Somalian scientists have requested their counterparts at Karachi University to assist them in the rehabilitation of barren and saline regions in their country.
This was disclosed to the media by Professor Dr Bilquees Gull, the senior researcher associated with KU’s Institute of Sustainable Halophyte Utilization (ISHU), on Monday.
She had recently returned after attending a conference on climate change held in Ethiopia under the aegis of UNESCO.
Mentioning that the world was currently experiencing a fast change in climate than it ever had in the past, the researcher said that consequent higher average global temperatures were causing fresh water crisis that was directly related to challenges for cash crop fisheries and livestock.
She said the problems of cash crop production due to drought and salinity can be overcome by using latest technology and expertise available at the University of Karachi converting challenges into opportunities.
Dr. Gull said the UNESCO office in Addis Ababa has also invited the ISHU to participate in the programs related to floating mangroves in the dry regions of Somalia for developing fodder crops on saline lands.
“If such things are successful in Pakistan then it may be useful in the African countries also to ensure sustainable cattle farming which would play a vital role in increasing the production of milk and meat in the region while it would help to reduce the poverty and famine in these regions.” she elaborated.
The researcher said the Addis Ababa conference was focused on the sustainable development of dry land agriculture in the arid and saline regions of Somalia and the development of conventional and non-conventional fodder crops.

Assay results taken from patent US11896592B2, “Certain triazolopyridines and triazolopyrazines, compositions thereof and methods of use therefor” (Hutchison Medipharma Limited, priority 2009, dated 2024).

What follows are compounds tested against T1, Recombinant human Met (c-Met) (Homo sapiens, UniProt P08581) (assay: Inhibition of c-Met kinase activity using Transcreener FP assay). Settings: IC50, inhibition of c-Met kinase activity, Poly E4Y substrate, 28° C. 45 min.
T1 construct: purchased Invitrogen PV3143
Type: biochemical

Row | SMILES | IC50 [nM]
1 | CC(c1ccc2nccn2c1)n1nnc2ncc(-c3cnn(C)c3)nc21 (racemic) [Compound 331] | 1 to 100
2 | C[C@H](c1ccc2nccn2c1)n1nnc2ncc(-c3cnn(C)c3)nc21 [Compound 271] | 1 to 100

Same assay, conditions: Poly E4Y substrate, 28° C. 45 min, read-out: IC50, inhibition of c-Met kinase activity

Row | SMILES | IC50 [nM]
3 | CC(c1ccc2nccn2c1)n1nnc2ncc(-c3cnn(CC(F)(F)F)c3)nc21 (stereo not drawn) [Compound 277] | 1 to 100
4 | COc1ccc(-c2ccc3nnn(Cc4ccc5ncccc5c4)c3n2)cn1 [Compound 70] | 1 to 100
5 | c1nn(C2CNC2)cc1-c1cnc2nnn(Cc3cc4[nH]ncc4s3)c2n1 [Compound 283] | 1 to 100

She reiterated that there are vast surfaces of untapped resources of barren and abandoned marginal lands that are commonly believed useless while on the contrary have been demonstrated to be of high value. With specific reference to Pakistan, Dr Gull said the ISHU was making optimum utilization of modern technology to understand the physiology of salt tolerance in plants so that the complexities of Halophytes can be unfolded.
This was all the more crucial, she said, as water of good quality for agricultural uses was becoming ever more limited in regions where irrigation was necessary due to increasing requirements for domestic and industrial uses.
“In the given situation, sea or saline water may be used to irrigate a variety of plants, including halophytes.”
Similarly, the researcher said, under extreme conditions of soil or water salinity where no crop of agricultural interest could be grown it was possible to imagine dedicated halophyte plantations for forage production, soil rehabilitation, bio-energy generation, landscaping, carbon sequestering and a number of other useful purposes at no cost in terms of good quality water and soil.
Source : The News (Pakistan)